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Around the Nation
3:33 am
Mon October 31, 2011

Thousands Of Trucking Jobs, But Few Take The Wheel

A truck driver cleans his windshield at a filling station in Milford, Conn. The long hours, weeks away from home and mediocre pay contribute to the trucking industry's shortage of an estimated 125,000 drivers.

Spencer Platt Getty Images

Originally published on Mon October 31, 2011 7:44 pm

Tough as it is to find work these days, tens of thousands of jobs paying middle-class wages are going unfilled.

Open truck-driving jobs require little more than a high school diploma and a month or so of training. But not everybody wants to be a long-haul truck driver, and many who do find they just can't hack it.

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Education
3:21 am
Mon October 31, 2011

Students Born To Illegal Immigrants Sue Over Tuition

Originally published on Mon October 31, 2011 7:44 pm

A class-action lawsuit has been filed in Miami by Florida residents being charged out-of-state tuition rates to attend state colleges and universities. The students are American citizens — children who were born in the U.S. to illegal immigrants — and they say Florida's regulations violate their constitutional rights.

Wendy Ruiz, a 19-year-old sophomore at Miami Dade College with a 3.7 grade point average, has a plan. She expects to graduate later this year with a two-year associate's degree in Biology.

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Around the Nation
4:31 pm
Sun October 30, 2011

Trust In America: Recovering What's Lost

Tents pitched at the Occupy Wall Street encampment at Zuccotti Park in New York. The protests are part of a growing distrust in America of government and public institutions.

Mary Altaffer AP

Originally published on Sun October 30, 2011 5:35 pm

Whom do you trust?

A recent New York Times/CBS News poll showed barely 10 percent of the public trusts the government. But it doesn't stop there: Trust in public institutions like corporations, banks, courts, the media and universities is at an all-time low; the military is one of the few exceptions.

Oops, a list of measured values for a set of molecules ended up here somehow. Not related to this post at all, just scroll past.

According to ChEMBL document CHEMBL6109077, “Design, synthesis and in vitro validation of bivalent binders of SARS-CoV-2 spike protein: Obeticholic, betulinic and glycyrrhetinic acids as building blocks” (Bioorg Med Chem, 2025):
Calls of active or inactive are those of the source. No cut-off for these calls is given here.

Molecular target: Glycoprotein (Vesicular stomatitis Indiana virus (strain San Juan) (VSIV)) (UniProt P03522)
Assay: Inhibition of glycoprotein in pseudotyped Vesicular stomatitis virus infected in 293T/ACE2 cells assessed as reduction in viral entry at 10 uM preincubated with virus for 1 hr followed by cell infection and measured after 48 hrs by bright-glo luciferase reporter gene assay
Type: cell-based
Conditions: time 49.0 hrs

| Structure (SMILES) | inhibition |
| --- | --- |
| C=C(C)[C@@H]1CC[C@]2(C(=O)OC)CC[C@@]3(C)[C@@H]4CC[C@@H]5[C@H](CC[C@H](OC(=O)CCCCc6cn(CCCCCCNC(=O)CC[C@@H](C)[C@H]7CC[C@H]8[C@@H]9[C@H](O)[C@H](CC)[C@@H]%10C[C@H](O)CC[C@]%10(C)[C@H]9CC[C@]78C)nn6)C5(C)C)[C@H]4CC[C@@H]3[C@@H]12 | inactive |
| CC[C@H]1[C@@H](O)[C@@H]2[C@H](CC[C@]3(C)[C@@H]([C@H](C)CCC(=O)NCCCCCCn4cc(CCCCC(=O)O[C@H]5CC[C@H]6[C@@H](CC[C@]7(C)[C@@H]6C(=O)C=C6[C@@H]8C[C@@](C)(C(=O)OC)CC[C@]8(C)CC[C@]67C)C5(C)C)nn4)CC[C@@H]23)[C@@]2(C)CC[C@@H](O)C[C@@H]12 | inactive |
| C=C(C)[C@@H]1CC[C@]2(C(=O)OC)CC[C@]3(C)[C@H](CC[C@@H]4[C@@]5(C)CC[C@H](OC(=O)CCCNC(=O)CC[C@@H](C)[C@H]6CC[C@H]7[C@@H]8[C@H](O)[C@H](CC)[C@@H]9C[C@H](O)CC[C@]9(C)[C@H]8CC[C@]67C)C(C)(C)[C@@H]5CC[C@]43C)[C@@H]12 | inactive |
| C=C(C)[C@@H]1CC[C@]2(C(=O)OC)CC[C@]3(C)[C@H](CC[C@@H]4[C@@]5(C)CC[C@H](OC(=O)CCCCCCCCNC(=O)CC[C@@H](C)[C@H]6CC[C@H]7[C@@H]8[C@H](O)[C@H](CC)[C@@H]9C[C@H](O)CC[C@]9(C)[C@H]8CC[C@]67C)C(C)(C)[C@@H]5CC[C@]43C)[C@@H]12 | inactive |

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Middle East
2:21 pm
Sun October 30, 2011

Syria's Assad Warns Against Foreign Intervention

Syrian President Bashar Assad warned of an earthquake if international forces intervene in his country where anti-government protesters are calling for protection amid a crackdown that has killed thousands.

In an interview with Britain's Sunday Telegraph newspaper, Assad said calls by the protest movement for a Libya-style no-fly zone over his country — or any other form of intervention — will cause chaos.

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Afghanistan
1:54 pm
Sun October 30, 2011

Afghan Success Comes At High Price For Commander

Lt. Col. Jason Morris pays his respects at a memorial service in Sangin, Afghanistan, on Nov. 26, 2010, for three Marines who were killed: Lance Cpl. Brandon Pearson, Lance Cpl. Matthew Broehm and 1st Lt. Robert Kelly. Morris commanded a battalion in volatile Helmand province that suffered the highest casualty rate of any Marine unit in the Afghanistan War.

Lance Cpl. Joseph M. Peterson U.S. Marine Corps

Originally published on Fri November 4, 2011 4:57 pm

A year ago, nearly 1,000 U.S. Marine officers and enlisted men of the 3rd Battalion, 5th Regiment deployed to restive Helmand province in southern Afghanistan. By the time their tour ended in April 2011, the Marines of the 3/5 — known as "Darkhorse" — suffered the highest casualty rate of any Marine unit during the past 10 years of war. This week, NPR tells the story of this unit's seven long months at war — both in Afghanistan and back home.

First of seven parts

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